The fee would cover the cost of a permit for the livestock operations. While farmers say it would drive them out of business, an organization supporting the proposal hopes it forces the farms and ranches to switch to healthier crops.

"It makes perfect sense if you are looking for ways to cut down on meat consumption and recoup environmental losses," said Bruce Friedrich, a spokesman in Washington for People for the Ethical Treatment of Animals.

"We certainly support making factory farms pay their fair share," he said.

U.S. Rep. Robert Aderholt, a Republican from Haleyville in northwest Alabama, said he has spoken with EPA officials and doesn't believe the cow tax is a serious proposal that will ever be adopted by the agency.

"Who comes up with this kind of stuff?" said Perry Mobley, director of the Alabama Farmers Federation's beef division. "It seems there is an ulterior motive, to destroy livestock farms. This would certainly put them out of business."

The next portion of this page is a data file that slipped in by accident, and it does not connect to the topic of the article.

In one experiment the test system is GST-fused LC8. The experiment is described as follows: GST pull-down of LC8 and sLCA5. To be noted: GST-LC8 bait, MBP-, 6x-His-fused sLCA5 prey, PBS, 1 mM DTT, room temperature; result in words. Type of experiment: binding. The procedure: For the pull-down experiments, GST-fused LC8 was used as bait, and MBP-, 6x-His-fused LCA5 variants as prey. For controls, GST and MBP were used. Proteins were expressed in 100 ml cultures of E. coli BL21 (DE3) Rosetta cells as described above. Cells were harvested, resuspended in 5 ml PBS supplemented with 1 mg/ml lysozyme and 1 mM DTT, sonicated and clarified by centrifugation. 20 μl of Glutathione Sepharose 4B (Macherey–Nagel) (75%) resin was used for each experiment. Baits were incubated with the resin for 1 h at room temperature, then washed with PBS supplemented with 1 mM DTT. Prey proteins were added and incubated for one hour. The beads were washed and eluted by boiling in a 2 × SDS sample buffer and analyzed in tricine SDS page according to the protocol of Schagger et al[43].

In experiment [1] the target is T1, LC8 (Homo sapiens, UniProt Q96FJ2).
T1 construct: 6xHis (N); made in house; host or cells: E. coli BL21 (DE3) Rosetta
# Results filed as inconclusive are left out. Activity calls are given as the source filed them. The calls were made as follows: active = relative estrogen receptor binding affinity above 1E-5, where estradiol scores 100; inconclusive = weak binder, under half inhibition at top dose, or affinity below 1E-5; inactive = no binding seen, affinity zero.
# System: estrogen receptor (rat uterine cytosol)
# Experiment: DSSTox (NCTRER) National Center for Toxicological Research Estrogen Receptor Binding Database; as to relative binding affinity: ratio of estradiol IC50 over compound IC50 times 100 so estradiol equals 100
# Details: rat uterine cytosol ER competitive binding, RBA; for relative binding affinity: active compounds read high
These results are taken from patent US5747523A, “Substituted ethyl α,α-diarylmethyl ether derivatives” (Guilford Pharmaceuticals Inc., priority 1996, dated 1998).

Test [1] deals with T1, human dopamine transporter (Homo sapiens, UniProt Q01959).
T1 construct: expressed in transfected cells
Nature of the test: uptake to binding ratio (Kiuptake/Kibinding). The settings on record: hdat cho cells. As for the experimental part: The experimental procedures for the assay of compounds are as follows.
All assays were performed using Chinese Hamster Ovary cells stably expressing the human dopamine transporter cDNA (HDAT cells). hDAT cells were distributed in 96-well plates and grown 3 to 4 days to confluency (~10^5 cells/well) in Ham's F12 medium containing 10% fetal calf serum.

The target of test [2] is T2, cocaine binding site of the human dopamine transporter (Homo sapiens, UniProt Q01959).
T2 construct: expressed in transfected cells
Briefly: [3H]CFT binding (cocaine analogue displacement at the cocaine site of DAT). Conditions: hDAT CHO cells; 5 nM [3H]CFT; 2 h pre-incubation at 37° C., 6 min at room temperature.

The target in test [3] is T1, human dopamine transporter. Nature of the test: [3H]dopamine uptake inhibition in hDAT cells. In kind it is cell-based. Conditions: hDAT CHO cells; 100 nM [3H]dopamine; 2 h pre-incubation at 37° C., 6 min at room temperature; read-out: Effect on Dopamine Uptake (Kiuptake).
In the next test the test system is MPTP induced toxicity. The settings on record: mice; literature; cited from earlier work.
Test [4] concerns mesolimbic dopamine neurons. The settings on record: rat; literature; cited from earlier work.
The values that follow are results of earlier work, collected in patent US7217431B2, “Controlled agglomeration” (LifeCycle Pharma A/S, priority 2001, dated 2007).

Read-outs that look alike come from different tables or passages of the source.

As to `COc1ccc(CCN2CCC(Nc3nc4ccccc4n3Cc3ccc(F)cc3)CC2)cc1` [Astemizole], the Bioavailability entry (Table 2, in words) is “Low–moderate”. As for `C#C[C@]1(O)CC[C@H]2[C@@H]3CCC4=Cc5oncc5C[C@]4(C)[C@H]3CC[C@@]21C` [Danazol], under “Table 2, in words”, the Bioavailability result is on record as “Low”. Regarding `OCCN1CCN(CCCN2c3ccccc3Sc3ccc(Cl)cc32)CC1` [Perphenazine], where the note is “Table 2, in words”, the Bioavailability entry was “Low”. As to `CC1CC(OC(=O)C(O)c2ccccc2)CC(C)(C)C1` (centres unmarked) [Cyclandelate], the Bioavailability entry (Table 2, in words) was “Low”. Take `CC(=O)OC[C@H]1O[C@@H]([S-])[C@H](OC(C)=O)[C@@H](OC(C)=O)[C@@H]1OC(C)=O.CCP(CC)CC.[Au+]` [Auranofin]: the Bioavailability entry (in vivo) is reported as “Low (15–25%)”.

Butterfield said the EPA is reviewing the public comments and didn't have a timetable for the next steps. No word yet on if the EPA will take up the matter regarding stinky people.

Red Russian Combat Stars to Go Red, White and Blue

After more than 90 years, the Russian stars will no longer be all red. They'll be red, white and blue. The Kremlin-controlled lower house of parliament voted 389-2 Friday to replace Soviet-era red stars on military aircraft with ones bearing the three colors of the Russian national flag. The five-pointed red stars have adorned the planes since the 1917 Bolshevik revolution.

The State Duma made the move even though the red star was officially restored as a military symbol and brought back to the military's parade banners in 2002. The stars had remained on the planes all along, however.

But not all things Soviet have been abandoned. During Vladimir Putin's presidency, Russia also restored the old Soviet national anthem - albeit with new lyrics.

Woman Sues Sports Bar After Getting Stuck in Toilet